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At a local garden shop I had seen many water fountains and water features that I really liked. The only problem was that they cost way too much, anywhere from $250 to $8,000. So, I decided to create one myself. The project took about 1 1/2 hours to complete. The biggest problem was not having the correct tools. Cutting the chicken-wire took forever. Below are the step I took, the items needed, and the cost of the project. I enjoyed it, I hope you do to

Note: I don't even have sod in my yard, so this is temporary. I would have definitely put gravel underneath the liner if this was going to be left in the ground.

Post Production Notes: Here's a couple of things I did wrong.

  1. The diameter of the pond should be much larger than the diameter of the pot. I didn't allow for much over-splash, so I'm losing a lot of water. Plus, with the wind in Oklahoma, it's splashing far beyond the edge of the pond. I would also try to find ones that holds more water.

  2. Either leave the tube inside the pot long or buy a plug. Why? When you turn off the pump, all the water in the pot drains into the pond, until it reaches the leave of the top of the tube.

  3. Create the seal with the pot and the tubing first. It takes a while for the seal to cure.

Step One: Purchase needed item

For this project, here's what I used, in the order in the picture:

  • Shovel, wire cutter, drill
  • 26"x7" 9-gallon plastic pond - $11.78
  • 9 bricks - $3.51
  • 170 gph submersible pump - $44.93
  • 1/2" vinyl tubing - 2.52
  • Oatey Epoxy Putty - $5.98
  • garden pot (with drain hole in bottom) - $29.98
  • hardware cloth (chicken wire) $7.92 -
  • rocks - prices vary

Total (excluding rocks) - $106.65 + tax


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The two biggest expenses are the pot and the pump. I wouldn't go much smaller than 170 gph on the pump. If you did, the water might only trickle over the edge. If you try a smaller pump size, please let me know. I would like to save a few dollars. If you already had a pot, bricks, or chicken wire, that would be great. You really don't have to use a plastic pond. I saw other plastic things at Lowe's that would have worked OK, I just wanted a round one. Or a plastic pond liner would work.


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Step Two: Dig hole

Make hole big enough that plastic pond will fit in it and be fairly close to being flush with the ground. I think a little above the ground would be best. Don't forget that you will need to be near an electrical outlet. Put gravel in the bottom of the hole to assist with drainage.


Step Three: Put the stuff in the ground

Put it the plastic pond, the bricks, and the pump. The bricks are there to hold up the pot. They should be flush, or just a little below the top of the liner.


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Step Four: Insert tubing in pot and make a water-tight seal

The Oatey Epoxy Putty worked great. You need to leave the tubing long on both sides. You can cut this to length once you put the pot on the bricks. Don't forget to putty both sides. Oatey says it is water-tight, I guess I'll find out.


Step Five: Cut Chicken Wire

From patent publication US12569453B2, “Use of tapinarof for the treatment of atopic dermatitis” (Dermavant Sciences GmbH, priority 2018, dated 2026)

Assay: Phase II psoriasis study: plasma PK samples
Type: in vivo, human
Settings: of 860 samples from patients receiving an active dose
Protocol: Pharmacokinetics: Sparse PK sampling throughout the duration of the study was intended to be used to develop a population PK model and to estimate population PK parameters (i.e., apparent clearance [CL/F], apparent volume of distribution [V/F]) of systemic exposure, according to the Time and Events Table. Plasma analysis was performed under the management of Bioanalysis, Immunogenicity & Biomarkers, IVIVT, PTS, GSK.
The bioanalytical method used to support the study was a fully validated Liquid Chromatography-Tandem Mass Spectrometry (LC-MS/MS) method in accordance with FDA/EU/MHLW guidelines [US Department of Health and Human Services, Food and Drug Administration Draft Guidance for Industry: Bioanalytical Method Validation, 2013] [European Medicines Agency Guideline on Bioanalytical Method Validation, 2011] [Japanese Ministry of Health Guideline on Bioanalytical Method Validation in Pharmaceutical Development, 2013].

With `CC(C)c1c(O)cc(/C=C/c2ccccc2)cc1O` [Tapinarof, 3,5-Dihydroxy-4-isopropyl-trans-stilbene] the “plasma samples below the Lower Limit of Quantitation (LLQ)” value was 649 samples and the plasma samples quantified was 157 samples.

Be sure that it overlaps all edges of the pond liner by at least three inches, if not more. Having a real wire cutter will save you a lot of time. Once cut, put if over the plastic pond. Make sure there is a hole in the middle for the tubing. The size of the chicken wire openings is relative to the size of the rocks you are going to use. I went ahead and got a small opening, but could have use a larger one. I'm not sure what difference it would make.

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Step Six: Make sure seal in water tight

After the seal has had time to cure (read epoxy label), make sure that it's water tight. You're not going to have any water in the pot if there is a leak in the bottom. Mine said about an hour to cure, but some take overnight.


Step Seven: Attach hose in pot to pump

Avoid having any kinks in the hose. I'm sure this will have some negative effect on the water flow.

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P0002710.jpg (54558 bytes) Step Eight:  Cut yourself accidentally

AVOID THIS STEP. A better step here would be:

  • Get a beer
  • Call a friend
  • Take a break




Step Nine: Fill pond and pot with water

After you've filled the pond and pot, you'll need to cut the hose on the inside. I experimented with different sizes, but ended up with only 5 inches from the bottom of the pot.


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P0002714.jpg (73627 bytes) Step Ten: Add rocks

My project took about 150 pounds of Black Mexican Beach Pebbles, at a cost of  33 cents a pound, which is way too much to spend. I just really liked the rocks and wanted to get them.

You can buy excellent rock for 5 cents a pound at Minicks in Oklahoma City (405-789-2068). The cost would have been about $7.50 if I had used Salida River Rock.


Step Eleven: Turn on pump and enjoy!

Once water is full in BOTH the pond and the pot, you can turn on the pump.


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Couple of things to think about.

  1. The farther the water drops, the more noise it makes.
  2. You'll have to level the pot now and then.
  3. You could stack a couple of pots on top of each other (David Wickliffe's idea).
  4. I bought some little plastic rocks at Hobby Lobby with saying on it. See if you can find the 'Peace' rock in the picture above.



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